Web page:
• Discounts and special offers
  • Subscriber-only articles and interviews
  • Breaking news and trending topics

Already a subscriber?

By signing up, you accept Moneywise's Terms of Use, Subscription Agreement, and Privacy Policy.

Not interested ?

No, you can’t collect two benefits at the same time

Don’t count on receiving a double payment if your spouse passes before you. If you’re entitled to both a retirement benefit and the survivors benefit, you’ll receive only one — the larger — of the two amounts.

If the surviving spouse is at full retirement age or older, they can receive 100% of the deceased's benefit amount. If they’re between 60 and full retirement age, they’ll get between 71.5% and 99%.

To offset any social security income losses when your spouse passes, consider purchasing life insurance.

By opting for term life insurance with SBLI you have access to features such as LegacyShield, which can ease your mind during end-of-life planning. SBLI’s LegacyShield is a streamlined dashboard where you can manage all your financial accounts, store documents and share final wishes all in one place.

With SBLI, you can protect your family's financial future with the support of professional advice, a simple online claims process and no medical exams required for term insurance

Learn More

In some circumstances, spouses can get survivor benefits before they turn 60

Disabled spouses 50 or older can be eligible, as can spouses of any age who are caring for a deceased person’s child younger than 16.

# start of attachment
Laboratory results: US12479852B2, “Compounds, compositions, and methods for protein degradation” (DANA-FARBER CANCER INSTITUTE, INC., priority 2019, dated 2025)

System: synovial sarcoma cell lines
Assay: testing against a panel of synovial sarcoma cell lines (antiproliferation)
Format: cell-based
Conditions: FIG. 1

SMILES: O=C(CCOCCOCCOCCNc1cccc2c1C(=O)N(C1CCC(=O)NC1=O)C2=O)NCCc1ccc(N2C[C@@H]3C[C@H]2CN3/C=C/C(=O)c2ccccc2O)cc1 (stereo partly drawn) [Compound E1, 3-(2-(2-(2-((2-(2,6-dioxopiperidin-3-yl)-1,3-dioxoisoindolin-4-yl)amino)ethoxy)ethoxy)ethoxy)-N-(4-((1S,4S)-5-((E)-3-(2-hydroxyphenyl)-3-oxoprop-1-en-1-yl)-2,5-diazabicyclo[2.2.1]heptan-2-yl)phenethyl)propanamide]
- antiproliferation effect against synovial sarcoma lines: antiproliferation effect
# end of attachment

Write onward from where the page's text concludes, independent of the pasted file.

Incidentally, other family members may also be eligible for survivor benefits. Some examples include:

  • An unmarried child of the deceased who is under 18
  • A stepchild, grandchild, step-grandchild or adopted child
  • Parents of the deceased, 62 or older, who were dependent on the deceased for at least half of their support

If you’re unsure of what spousal benefits you qualify for and want to be prepared, WiserAdvisor can help.

WiserAdvisor is an online platform that connects you to vetted financial advisors. After filling in some information about yourself and your finances, WiserAdvisor matches you with two to three FINRA/SEC registered financial advisers who are best suited to help you with your financial goals.

You can view the advisors’ profiles, read past client reviews and book an initial consultation for free with no obligation to hire. With WiserAdvisor, you don’t have to worry about going it alone because you have their professional guidance as you embark on your retirement-planning journey.

Learn More

You can still get the benefit if you’re divorced, but not if you’re remarried before 60

A survivor can be an ex-spouse if the marriage lasted at least 10 years and the ex-spouse is at least 60 years old (or 50, if disabled).

A surviving ex-spouse is eligible for the same benefit as the surviving spouse, but it won’t impact the surviving spouse’s ability to collect survivor benefits — they will both receive the amount they’re entitled to.

However, if the ex-spouse remarries before the age of 60, they become ineligible to collect survivor benefits unless the marriage ends.

In situations like these leave you ineligible for the benefit, having a solid life insurance plan with a platform such as SBLI, can take a weight off your shoulders and help you maintain financial stability.